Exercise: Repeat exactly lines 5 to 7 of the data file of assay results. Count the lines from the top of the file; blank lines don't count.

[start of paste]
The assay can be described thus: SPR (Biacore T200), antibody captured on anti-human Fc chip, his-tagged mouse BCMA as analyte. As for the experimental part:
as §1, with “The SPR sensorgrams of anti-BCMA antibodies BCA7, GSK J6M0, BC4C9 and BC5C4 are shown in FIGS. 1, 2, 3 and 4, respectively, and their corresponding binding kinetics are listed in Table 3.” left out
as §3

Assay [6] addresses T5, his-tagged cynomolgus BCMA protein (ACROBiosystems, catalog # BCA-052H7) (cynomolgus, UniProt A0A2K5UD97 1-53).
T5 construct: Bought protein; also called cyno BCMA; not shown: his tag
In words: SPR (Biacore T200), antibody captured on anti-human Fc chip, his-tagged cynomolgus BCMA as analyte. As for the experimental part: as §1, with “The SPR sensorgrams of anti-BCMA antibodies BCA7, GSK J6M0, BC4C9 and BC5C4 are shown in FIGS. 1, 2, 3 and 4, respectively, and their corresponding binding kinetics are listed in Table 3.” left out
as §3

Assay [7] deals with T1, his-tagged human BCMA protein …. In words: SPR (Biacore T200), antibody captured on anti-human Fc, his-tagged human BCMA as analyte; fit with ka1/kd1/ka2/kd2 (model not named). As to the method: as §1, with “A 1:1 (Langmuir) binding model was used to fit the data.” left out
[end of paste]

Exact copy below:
T5 construct: Bought protein; also called cyno BCMA; not shown: his tag
In words: SPR (Biacore T200), antibody captured on anti-human Fc chip, his-tagged cynomolgus BCMA as analyte. As for the experimental part: as §1, with “The SPR sensorgrams of anti-BCMA antibodies BCA7, GSK J6M0, BC4C9 and BC5C4 are shown in FIGS. 1, 2, 3 and 4, respectively, and their corresponding binding kinetics are listed in Table 3.” left out
as §3